Customer Review

37 of 37 people found the following review helpful
5.0 out of 5 stars Great bit of kit, 26 Jan 2011
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This review is from: X-Rite ColorChecker Passport (Electronics)
All in all I found this product really easy to use, and it does exactly what it is supposed to. The software is intuitive and simple and it gave noticeable and pleasing results, which is what you want from any calibrator! Although it was quite expensive it is an essential ingredient in any colour-managed work flow and I would definitely recommend it. I'm going to apologise in advance because my review reads a bit like marketing copy; I just really wanted to do this product justice!

It's important to use a colour-calibrated monitor when editing and proofing images. But what many people don't realise is that the camera sensor itself doesn't understand "colour"; colour values are assigned according to a software profile from the camera manufacturer. This is a "canned profile" - one size fits all, regardless of minor variations in individual cameras or major differences between different sets of shooting conditions.

The X-Rite ColorChecker Passport provides exactly known colour values, and with the bundled software allows the photographer to quickly and easily model exactly how their particular camera perceives the colour patches under a given set of lighting conditions. The software can then be used to create a profile which is inserted into Adobe Camera Raw's profile list in the "Camera Calibration" menu (and therefore also in Lightroom's list if you use version 2 or above).

You can therefore create "canned profiles" of your own, appropriate to camera+lens combinations under different lighting conditions, and apply these to candid and opportunistic images. For planned and studio shoots you can of course create profiles specifically for those conditions, just by including the Passport in the first of a sequence of shots! Because the profile tells your software the difference between the known colour values of the patches on the Passport, and the colours which the camera recorded, the software can then correct the recorded image accordingly.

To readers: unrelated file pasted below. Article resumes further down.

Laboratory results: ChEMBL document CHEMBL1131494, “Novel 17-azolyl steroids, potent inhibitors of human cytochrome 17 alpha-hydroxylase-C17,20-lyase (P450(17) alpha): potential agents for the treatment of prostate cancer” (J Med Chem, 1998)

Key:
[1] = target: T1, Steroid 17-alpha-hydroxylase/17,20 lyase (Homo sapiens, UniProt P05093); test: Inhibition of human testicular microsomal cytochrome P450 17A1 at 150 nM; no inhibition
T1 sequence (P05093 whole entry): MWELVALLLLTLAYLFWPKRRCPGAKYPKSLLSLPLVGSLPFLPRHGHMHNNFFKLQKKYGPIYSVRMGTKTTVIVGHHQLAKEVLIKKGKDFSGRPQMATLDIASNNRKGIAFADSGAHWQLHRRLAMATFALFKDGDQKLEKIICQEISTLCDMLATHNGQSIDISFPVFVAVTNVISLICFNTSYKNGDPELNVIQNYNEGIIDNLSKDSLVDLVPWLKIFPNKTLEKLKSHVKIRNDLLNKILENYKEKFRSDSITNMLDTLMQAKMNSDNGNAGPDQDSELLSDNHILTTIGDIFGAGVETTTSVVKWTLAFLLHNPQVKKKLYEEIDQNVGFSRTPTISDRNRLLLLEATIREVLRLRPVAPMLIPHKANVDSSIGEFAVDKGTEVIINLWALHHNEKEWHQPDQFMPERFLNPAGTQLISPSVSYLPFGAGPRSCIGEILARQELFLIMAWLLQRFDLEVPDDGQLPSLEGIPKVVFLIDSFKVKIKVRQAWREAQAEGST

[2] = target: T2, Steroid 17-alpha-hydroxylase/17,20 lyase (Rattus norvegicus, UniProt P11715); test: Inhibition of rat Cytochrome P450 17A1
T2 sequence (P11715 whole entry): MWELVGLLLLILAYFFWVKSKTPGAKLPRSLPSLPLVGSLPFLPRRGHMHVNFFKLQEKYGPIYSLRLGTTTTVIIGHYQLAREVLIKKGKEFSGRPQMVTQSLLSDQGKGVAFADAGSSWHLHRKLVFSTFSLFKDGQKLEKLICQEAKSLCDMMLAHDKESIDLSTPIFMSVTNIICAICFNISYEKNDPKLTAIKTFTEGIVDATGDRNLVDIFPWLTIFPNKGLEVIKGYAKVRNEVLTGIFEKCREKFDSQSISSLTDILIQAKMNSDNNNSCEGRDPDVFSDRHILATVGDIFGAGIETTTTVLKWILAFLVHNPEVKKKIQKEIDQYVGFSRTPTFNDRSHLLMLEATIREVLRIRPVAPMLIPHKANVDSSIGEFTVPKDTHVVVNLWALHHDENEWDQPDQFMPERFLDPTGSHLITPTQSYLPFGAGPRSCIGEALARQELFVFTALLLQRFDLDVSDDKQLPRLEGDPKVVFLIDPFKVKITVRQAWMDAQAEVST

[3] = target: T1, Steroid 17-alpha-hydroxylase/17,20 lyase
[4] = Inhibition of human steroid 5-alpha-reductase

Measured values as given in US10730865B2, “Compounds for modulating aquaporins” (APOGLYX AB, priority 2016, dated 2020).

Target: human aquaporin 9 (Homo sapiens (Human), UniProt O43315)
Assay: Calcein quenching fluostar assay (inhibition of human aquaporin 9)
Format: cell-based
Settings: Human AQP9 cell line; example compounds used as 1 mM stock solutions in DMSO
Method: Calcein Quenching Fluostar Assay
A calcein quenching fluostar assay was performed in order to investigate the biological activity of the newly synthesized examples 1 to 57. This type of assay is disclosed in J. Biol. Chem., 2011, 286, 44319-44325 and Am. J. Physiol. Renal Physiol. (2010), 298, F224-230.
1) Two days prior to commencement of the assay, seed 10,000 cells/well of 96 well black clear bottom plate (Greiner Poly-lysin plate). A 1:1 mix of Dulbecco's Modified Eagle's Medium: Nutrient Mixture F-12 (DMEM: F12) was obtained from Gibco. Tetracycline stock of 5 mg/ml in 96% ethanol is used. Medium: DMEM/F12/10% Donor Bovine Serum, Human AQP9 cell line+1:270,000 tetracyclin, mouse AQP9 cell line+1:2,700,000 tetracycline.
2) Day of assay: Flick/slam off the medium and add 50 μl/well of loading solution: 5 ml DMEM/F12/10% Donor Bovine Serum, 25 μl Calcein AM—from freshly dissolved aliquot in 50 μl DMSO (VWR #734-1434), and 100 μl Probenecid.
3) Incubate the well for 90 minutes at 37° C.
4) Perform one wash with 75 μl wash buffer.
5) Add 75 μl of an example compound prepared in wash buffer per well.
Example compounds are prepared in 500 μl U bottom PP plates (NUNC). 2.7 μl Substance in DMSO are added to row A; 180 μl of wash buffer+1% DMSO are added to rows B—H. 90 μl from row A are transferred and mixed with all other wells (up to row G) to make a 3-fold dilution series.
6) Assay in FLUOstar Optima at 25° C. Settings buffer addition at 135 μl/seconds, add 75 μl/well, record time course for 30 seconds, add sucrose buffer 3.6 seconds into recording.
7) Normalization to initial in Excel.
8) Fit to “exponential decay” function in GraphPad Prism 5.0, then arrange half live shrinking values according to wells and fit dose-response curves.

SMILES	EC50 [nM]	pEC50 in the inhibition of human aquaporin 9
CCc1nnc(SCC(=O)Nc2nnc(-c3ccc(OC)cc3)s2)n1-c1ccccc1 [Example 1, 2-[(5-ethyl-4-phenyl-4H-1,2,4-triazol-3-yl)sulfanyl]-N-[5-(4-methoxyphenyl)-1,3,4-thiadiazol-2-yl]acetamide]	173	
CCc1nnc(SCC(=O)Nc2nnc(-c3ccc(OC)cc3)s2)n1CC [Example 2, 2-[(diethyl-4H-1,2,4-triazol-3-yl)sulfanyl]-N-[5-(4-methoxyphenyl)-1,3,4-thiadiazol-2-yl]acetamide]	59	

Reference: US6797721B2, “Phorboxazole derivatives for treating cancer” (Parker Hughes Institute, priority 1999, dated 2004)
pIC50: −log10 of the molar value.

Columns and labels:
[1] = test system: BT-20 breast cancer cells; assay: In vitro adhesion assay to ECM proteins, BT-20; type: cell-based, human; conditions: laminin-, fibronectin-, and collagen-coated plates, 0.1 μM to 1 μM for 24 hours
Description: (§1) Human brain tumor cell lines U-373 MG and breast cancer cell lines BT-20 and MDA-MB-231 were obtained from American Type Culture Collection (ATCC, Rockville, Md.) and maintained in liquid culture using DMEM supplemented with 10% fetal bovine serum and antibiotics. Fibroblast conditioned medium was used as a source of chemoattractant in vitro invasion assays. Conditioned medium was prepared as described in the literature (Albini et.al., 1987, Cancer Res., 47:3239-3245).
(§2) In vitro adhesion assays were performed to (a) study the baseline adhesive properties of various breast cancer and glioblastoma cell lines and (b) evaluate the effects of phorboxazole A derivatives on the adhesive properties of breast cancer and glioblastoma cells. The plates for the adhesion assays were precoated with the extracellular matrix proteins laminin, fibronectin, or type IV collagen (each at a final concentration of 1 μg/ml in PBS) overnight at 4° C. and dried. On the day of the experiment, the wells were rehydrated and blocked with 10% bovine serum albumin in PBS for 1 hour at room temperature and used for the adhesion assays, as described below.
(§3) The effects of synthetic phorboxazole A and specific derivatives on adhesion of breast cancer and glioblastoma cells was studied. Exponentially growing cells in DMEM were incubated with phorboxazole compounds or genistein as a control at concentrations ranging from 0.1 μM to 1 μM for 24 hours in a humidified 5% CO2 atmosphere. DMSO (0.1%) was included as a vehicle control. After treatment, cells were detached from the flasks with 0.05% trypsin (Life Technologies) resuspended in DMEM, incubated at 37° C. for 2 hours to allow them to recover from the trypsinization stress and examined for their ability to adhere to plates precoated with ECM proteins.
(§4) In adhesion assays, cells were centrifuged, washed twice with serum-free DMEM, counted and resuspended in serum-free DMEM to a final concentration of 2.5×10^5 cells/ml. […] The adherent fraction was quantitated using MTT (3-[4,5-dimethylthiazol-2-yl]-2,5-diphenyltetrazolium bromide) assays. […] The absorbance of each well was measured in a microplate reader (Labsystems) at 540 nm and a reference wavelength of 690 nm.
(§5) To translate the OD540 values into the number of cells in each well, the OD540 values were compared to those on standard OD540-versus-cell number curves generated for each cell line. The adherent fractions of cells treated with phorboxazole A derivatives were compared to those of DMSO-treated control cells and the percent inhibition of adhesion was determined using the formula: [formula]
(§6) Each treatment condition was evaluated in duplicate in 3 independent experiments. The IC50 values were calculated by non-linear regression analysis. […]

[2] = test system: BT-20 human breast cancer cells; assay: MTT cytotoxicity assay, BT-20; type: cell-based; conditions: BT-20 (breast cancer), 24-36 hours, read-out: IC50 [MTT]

You create a profile by taking a RAW image of the Passport card with your camera, saving it as a DNG, and then dragging it to the ColorChecker Passport software. The software locates the Passport and identifies the coloured patches, then writes a profile which you can save with a custom name. You can save as many profiles as you like and it is perhaps sensible to produce different profiles for different lighting conditions, so that Camera Raw and Lightroom know how YOUR camera sees colours under YOUR actual shooting conditions.

There is a "dual illuminant" function which allows two different DNGs to be used to create one profile, which can save time in post-processing. For example I have produced a dual-illuminant using tungsten-lit and flash-lit shots, since a great deal of my work is done indoors. Passport also inserts a plug-in into Lightroom's EXPORT menu, to speed things up yet further. You can select one image or a pair of images in Lightroom and simply run "Export with preset -> ColorChecker Passport" and the profile will be automatically created. If the plug-in can't locate the colour patches in the images, it will stop and ask you to use the main application.